Archaeologists study the surviving evidence, or material culture, of people's activities. From the excavation and distribution of artifacts and other cultural residues, archaeologists draw conclusions about the organization of social groups, their adaptations to environments, and their spatial and temporal relations.
At University of Toronto, archaeology is found in the departments of Anthropology, Near and Middle Eastern Civilizations, Art, and in the Pontifical Institute of Mediaeval Studies and St. Michael's College. The university also has strong connections with archaeologists at the Royal Ontario Museum. The St. George campus has an interdisciplinary undergraduate program in archaeology, administered by Anthropology, while at the graduate level Anthropology offers its own program, involving all three campuses. There are also undergraduate courses in archaeology at Mississauga and Scarborough, and many public lectures and special events in archaeology take place on campus. The Archaeology Centre coordinates archaeological activities at the University of Toronto and sponsors lectures, workshops, and visiting fellows. University of Toronto faculty represent a wide variety of archaeological specialties.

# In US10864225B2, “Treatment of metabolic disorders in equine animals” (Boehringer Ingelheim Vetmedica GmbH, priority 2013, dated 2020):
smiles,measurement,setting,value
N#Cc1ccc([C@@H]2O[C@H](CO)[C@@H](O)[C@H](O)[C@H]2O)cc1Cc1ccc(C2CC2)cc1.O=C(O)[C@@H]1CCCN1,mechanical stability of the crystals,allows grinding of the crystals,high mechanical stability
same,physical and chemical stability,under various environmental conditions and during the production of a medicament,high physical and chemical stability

Archaeology Faculty in the Department of Anthropology
E.B. Banning Near East, Neolithic, early villages, pastoral nomads, ceramics
Michael Chazan Paleolithic, France, Near East, South Africa, lithic technology
Gary Coupland Northwest Coast, complex hunter-gatherers, household archaeology
Gary Crawford origins of agriculture, archaeobotany, East Asia, Eastern North America
Max Friesen Arctic, hunter-gatherers, zooarchaeology
Martha Latta historic archaeology, Eastern North America, archaeology of gender
Heather Miller complex societies, South Asia, ancient technology
Susan Pfeiffer bioarchaeology, origin of modern humans, hunter-gatherers
David Smith Eastern North America, Caribbean, ceramics
Edward Swenson complex societies, Andes, Latin America, religion & ideology
Archaeology on the Internet